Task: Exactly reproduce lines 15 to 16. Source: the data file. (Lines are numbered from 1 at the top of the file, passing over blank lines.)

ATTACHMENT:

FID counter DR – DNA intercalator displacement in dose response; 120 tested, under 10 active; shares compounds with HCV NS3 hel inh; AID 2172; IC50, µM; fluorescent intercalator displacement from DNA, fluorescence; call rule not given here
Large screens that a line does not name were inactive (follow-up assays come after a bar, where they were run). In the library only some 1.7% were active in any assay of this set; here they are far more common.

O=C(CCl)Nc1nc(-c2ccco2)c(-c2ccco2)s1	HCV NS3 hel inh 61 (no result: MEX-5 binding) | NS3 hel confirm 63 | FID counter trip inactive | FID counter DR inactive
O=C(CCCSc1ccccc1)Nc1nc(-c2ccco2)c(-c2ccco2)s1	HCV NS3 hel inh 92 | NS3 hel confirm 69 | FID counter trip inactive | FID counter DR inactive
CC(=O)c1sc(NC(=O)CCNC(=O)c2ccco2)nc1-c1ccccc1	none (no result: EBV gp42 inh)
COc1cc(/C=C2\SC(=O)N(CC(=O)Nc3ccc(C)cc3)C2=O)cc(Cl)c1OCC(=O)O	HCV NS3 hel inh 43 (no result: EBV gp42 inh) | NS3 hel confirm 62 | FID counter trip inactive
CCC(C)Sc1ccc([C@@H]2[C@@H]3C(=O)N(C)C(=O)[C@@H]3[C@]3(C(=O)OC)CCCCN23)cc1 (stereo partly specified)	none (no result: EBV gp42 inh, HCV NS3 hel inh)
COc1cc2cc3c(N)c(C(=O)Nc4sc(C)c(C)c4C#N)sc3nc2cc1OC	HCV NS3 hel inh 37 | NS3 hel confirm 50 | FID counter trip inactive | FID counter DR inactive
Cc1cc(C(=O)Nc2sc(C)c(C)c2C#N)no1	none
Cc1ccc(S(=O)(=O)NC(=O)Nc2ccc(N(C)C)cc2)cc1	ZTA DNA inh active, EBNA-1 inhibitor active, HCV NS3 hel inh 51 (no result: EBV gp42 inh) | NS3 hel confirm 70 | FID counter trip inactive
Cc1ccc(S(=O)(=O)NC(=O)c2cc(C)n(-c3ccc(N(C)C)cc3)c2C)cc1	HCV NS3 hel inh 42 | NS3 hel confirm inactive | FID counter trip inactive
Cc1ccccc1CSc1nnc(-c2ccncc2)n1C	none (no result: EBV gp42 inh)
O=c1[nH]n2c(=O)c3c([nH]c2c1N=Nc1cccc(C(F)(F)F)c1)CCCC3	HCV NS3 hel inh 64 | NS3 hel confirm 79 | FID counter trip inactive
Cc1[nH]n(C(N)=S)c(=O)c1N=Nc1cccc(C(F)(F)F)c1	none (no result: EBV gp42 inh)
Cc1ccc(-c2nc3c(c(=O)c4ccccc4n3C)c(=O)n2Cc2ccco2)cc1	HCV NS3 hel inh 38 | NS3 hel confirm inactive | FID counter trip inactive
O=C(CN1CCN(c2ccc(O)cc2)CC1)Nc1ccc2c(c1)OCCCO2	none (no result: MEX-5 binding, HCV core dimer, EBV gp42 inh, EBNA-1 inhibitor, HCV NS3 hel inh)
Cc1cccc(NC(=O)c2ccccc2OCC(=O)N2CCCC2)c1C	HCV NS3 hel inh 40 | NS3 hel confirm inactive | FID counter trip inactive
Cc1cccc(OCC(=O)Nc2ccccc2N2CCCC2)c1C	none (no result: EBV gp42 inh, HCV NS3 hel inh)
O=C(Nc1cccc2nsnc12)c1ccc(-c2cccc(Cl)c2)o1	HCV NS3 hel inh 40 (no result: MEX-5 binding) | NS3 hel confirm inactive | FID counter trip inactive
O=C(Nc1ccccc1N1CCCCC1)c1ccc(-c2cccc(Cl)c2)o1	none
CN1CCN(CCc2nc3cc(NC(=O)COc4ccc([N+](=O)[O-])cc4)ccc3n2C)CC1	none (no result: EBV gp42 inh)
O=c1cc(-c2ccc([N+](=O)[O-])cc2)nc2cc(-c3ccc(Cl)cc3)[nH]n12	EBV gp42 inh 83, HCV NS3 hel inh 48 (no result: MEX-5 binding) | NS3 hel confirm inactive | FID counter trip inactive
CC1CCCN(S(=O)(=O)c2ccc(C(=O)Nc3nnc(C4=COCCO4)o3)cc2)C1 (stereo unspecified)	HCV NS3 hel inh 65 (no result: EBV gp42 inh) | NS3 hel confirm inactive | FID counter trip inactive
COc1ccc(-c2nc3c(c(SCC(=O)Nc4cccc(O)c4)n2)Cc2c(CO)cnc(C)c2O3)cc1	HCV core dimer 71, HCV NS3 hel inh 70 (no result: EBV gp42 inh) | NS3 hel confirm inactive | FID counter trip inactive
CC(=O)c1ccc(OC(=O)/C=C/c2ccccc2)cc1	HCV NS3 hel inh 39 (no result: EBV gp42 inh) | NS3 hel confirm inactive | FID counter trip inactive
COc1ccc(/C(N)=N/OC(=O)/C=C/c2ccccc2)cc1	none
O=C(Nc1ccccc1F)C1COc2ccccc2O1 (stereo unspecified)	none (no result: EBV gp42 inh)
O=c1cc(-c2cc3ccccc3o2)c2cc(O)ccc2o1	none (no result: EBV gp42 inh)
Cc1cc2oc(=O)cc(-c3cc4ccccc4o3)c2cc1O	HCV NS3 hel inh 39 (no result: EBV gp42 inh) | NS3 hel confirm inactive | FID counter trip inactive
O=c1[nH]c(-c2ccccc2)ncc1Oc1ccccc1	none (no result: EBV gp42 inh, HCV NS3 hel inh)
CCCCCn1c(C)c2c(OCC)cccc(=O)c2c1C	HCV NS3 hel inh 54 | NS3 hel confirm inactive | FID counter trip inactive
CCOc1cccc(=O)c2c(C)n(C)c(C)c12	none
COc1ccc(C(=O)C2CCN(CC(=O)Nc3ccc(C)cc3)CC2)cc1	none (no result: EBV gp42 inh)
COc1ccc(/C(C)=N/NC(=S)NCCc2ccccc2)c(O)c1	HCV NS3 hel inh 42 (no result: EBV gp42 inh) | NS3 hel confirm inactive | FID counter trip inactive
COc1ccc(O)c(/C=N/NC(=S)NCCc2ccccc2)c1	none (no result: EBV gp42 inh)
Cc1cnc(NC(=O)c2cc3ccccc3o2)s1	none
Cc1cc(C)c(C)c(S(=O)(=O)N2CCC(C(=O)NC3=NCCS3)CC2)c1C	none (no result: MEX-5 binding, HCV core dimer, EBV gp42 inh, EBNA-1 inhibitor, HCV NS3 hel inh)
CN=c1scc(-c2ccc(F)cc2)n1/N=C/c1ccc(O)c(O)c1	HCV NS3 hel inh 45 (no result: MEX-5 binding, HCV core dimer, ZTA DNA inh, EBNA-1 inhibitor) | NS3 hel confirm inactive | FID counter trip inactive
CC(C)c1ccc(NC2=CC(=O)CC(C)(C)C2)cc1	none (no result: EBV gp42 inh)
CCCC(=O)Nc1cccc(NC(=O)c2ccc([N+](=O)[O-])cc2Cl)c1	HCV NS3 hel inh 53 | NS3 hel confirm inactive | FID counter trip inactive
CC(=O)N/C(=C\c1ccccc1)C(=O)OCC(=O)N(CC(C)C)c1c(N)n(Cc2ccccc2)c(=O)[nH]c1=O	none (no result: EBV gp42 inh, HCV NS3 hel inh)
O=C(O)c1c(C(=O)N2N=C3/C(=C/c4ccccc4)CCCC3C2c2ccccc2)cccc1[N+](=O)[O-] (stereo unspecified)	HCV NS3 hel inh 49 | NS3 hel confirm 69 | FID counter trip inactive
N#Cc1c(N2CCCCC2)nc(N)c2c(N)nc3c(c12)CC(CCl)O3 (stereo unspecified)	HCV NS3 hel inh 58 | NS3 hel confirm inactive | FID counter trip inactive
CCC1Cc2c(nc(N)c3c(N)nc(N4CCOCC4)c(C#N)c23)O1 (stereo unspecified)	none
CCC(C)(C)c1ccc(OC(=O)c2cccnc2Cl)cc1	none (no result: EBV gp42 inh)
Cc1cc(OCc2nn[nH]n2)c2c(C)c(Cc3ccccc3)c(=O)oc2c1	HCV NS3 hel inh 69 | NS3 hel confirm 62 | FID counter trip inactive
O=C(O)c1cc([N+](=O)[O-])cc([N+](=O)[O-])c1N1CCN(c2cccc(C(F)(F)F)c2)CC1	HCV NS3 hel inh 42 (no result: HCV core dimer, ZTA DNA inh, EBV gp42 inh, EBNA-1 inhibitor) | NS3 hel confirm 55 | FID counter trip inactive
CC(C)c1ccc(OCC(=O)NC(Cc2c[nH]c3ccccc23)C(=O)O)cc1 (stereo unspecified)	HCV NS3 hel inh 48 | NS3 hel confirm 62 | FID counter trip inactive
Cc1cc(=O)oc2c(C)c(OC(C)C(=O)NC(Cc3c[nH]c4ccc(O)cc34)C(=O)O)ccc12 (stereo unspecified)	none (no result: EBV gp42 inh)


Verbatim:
Cc1ccc(-c2nc3c(c(=O)c4ccccc4n3C)c(=O)n2Cc2ccco2)cc1	HCV NS3 hel inh 38 | NS3 hel confirm inactive | FID counter trip inactive
O=C(CN1CCN(c2ccc(O)cc2)CC1)Nc1ccc2c(c1)OCCCO2	none (no result: MEX-5 binding, HCV core dimer, EBV gp42 inh, EBNA-1 inhibitor, HCV NS3 hel inh)